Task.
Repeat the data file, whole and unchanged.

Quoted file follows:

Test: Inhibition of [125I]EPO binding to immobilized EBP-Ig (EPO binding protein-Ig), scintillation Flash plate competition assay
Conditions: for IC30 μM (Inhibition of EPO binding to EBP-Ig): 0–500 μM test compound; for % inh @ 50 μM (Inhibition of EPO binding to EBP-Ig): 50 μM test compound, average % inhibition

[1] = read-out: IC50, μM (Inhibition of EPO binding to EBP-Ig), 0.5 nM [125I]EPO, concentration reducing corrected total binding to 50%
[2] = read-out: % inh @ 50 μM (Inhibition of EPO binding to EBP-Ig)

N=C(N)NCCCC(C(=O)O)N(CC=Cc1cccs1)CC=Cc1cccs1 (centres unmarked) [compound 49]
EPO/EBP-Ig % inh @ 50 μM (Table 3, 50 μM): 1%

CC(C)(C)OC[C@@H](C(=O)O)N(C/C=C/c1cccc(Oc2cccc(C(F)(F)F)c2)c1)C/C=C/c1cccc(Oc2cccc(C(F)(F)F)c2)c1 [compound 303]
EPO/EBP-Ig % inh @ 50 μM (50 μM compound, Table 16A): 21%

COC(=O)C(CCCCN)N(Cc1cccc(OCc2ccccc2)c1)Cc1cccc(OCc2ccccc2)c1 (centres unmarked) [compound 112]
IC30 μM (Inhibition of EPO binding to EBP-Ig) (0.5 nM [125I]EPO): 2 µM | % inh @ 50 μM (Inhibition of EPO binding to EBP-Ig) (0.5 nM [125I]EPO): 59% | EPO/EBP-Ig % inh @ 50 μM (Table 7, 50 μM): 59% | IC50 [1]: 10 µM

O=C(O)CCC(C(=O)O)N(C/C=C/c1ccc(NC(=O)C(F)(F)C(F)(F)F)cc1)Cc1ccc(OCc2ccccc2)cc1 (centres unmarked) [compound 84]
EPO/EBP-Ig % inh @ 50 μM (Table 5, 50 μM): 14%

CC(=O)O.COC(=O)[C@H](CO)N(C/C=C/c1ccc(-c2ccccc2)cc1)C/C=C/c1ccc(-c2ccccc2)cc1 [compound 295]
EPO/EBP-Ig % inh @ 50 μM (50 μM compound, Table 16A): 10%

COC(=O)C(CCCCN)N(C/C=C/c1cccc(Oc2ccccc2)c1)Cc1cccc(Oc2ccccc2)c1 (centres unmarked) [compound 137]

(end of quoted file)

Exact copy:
Test: Inhibition of [125I]EPO binding to immobilized EBP-Ig (EPO binding protein-Ig), scintillation Flash plate competition assay
Conditions: for IC30 μM (Inhibition of EPO binding to EBP-Ig): 0–500 μM test compound; for % inh @ 50 μM (Inhibition of EPO binding to EBP-Ig): 50 μM test compound, average % inhibition

[1] = read-out: IC50, μM (Inhibition of EPO binding to EBP-Ig), 0.5 nM [125I]EPO, concentration reducing corrected total binding to 50%
[2] = read-out: % inh @ 50 μM (Inhibition of EPO binding to EBP-Ig)

N=C(N)NCCCC(C(=O)O)N(CC=Cc1cccs1)CC=Cc1cccs1 (centres unmarked) [compound 49]
EPO/EBP-Ig % inh @ 50 μM (Table 3, 50 μM): 1%

CC(C)(C)OC[C@@H](C(=O)O)N(C/C=C/c1cccc(Oc2cccc(C(F)(F)F)c2)c1)C/C=C/c1cccc(Oc2cccc(C(F)(F)F)c2)c1 [compound 303]
EPO/EBP-Ig % inh @ 50 μM (50 μM compound, Table 16A): 21%

COC(=O)C(CCCCN)N(Cc1cccc(OCc2ccccc2)c1)Cc1cccc(OCc2ccccc2)c1 (centres unmarked) [compound 112]
IC30 μM (Inhibition of EPO binding to EBP-Ig) (0.5 nM [125I]EPO): 2 µM | % inh @ 50 μM (Inhibition of EPO binding to EBP-Ig) (0.5 nM [125I]EPO): 59% | EPO/EBP-Ig % inh @ 50 μM (Table 7, 50 μM): 59% | IC50 [1]: 10 µM

O=C(O)CCC(C(=O)O)N(C/C=C/c1ccc(NC(=O)C(F)(F)C(F)(F)F)cc1)Cc1ccc(OCc2ccccc2)cc1 (centres unmarked) [compound 84]
EPO/EBP-Ig % inh @ 50 μM (Table 5, 50 μM): 14%

CC(=O)O.COC(=O)[C@H](CO)N(C/C=C/c1ccc(-c2ccccc2)cc1)C/C=C/c1ccc(-c2ccccc2)cc1 [compound 295]
EPO/EBP-Ig % inh @ 50 μM (50 μM compound, Table 16A): 10%

COC(=O)C(CCCCN)N(C/C=C/c1cccc(Oc2ccccc2)c1)Cc1cccc(Oc2ccccc2)c1 (centres unmarked) [compound 137]